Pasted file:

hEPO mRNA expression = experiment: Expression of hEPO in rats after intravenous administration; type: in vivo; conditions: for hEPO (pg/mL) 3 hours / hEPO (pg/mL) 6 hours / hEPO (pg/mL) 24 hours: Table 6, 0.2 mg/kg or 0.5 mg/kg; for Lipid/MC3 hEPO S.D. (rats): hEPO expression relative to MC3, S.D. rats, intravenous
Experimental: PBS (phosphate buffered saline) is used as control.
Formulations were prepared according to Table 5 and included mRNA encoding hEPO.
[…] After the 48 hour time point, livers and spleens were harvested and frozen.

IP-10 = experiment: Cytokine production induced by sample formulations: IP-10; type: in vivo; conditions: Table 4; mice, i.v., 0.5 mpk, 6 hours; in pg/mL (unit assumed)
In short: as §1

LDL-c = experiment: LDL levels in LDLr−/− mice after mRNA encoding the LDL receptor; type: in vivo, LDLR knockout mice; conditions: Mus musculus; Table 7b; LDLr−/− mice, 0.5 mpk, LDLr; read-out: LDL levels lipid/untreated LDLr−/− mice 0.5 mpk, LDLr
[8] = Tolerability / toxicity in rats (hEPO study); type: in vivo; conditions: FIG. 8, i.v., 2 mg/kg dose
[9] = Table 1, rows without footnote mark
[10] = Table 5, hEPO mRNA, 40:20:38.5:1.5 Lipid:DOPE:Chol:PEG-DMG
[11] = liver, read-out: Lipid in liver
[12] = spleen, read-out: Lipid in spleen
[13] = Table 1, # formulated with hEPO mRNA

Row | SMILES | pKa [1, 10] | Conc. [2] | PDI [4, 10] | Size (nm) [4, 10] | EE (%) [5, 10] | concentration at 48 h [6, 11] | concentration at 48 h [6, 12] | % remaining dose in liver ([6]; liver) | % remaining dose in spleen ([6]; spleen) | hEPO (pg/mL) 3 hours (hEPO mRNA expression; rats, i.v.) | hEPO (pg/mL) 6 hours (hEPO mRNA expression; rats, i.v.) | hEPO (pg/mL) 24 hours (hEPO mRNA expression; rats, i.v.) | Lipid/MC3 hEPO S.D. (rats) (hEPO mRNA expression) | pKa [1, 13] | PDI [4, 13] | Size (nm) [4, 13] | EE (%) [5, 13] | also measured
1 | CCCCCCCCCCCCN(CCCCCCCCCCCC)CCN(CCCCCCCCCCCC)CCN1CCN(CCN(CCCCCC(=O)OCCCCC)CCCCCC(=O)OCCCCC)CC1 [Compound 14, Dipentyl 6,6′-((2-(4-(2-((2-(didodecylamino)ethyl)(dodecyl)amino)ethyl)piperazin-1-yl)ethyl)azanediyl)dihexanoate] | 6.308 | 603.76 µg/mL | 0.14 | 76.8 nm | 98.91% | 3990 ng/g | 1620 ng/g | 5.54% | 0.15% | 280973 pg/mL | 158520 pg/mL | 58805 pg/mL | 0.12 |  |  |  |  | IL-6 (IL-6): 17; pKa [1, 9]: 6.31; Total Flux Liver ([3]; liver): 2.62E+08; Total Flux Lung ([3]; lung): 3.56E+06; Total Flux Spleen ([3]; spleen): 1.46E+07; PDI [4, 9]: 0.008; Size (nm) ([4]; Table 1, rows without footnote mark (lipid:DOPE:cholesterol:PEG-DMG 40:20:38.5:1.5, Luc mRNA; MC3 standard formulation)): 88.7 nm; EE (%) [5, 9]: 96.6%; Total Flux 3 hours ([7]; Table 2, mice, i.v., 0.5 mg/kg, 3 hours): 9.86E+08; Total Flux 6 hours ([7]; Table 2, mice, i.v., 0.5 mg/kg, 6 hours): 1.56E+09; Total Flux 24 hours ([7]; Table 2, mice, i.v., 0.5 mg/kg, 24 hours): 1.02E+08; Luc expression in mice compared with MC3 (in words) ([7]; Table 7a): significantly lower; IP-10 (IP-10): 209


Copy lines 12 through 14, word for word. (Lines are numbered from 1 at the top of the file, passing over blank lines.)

[12] = spleen, read-out: Lipid in spleen
[13] = Table 1, # formulated with hEPO mRNA

Row | SMILES | pKa [1, 10] | Conc. [2] | PDI [4, 10] | Size (nm) [4, 10] | EE (%) [5, 10] | concentration at 48 h [6, 11] | concentration at 48 h [6, 12] | % remaining dose in liver ([6]; liver) | % remaining dose in spleen ([6]; spleen) | hEPO (pg/mL) 3 hours (hEPO mRNA expression; rats, i.v.) | hEPO (pg/mL) 6 hours (hEPO mRNA expression; rats, i.v.) | hEPO (pg/mL) 24 hours (hEPO mRNA expression; rats, i.v.) | Lipid/MC3 hEPO S.D. (rats) (hEPO mRNA expression) | pKa [1, 13] | PDI [4, 13] | Size (nm) [4, 13] | EE (%) [5, 13] | also measured